In the eighth round of a famous boxing match in 1980, Sugar Ray Leonard was getting the best of Roberto Duran, when Duran turned away from Leonard, waving in surrender, at which point the referee said, “No mas,” which is Spanish for “No more,” thereby ending the match. Whatever else one might think of Roberto Duran, there is something to be said for possessing the self-awareness to know when one has had enough.
Although Duran’s “No mas” was a sign of surrender, Southern Baptists must learn to say “No mas” as an expression of firm resistance, opposing the election of additional Calvinist leadership over the next several years as we experience vacancies within our eleven entities. Recently, such leaders have typically possessed exceptionally strong theological, philosophical and personal ties to Al Mohler, President of the Southern Baptist Theological Seminary in Louisville, Kentucky. A proactive effort by trustees to install Soteriological Traditionalists would serve to counter-balance this disproportionately Calvinistic influence.
This post was originally published in The Alabama Baptist and is used by permission.
Alabama pastor Rick Patrick would like to see intentional “frank” conversations happening among Southern Baptists related to how Traditionalists and Calvinists can better co-exist in the denomination.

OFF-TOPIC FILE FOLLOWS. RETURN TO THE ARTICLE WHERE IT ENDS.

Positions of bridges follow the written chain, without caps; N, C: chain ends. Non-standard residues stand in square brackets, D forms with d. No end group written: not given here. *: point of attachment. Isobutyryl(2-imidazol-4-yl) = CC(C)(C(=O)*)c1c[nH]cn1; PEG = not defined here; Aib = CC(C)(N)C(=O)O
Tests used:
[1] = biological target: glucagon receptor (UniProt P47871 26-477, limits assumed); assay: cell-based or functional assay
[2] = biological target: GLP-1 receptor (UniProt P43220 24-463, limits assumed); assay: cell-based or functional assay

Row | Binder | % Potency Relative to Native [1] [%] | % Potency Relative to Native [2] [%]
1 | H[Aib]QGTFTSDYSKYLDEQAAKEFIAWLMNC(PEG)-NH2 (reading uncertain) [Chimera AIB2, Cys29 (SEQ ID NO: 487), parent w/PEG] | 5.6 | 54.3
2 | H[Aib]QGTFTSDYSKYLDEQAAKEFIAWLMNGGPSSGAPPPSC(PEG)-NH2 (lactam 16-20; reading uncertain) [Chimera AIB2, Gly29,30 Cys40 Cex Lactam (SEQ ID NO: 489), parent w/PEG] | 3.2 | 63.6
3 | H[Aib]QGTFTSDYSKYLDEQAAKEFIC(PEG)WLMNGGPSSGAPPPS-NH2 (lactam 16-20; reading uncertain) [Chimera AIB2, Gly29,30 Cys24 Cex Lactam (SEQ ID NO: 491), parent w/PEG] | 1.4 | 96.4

“I believe we have thousands of Traditionalist Southern Baptist churches starved for resources and ministry initiatives that make sense within a more Traditionalist ministry paradigm,” he said. “The overwhelming number of Calvinist resources and ministry initiatives are like square pegs in round holes. Continue reading
Jack L. Richardson IV is a Louisville attorney and former Chair of the Louisville Jefferson County Republican Party, member of the Kentucky Republican Party Executive Committee. He is a former student at the Southern Baptist Theological Seminary, former member of the Foundation Board at Southern Baptist Theological Seminary and currently an associate of the foundation.
Editor’s Note: This article originally appeared in the Louisville Courier. Jack Richardson IV has been gracious enough to give us permission to run this article.
Nothing sparks controversy and division faster than religion and politics and rightfully so because an error in either has profound consequences. This presidential election is an existential choice between freedom and a generation of ingrained and institutionalized corruption. There will be no redo in four years if we choose wrongly. Continue reading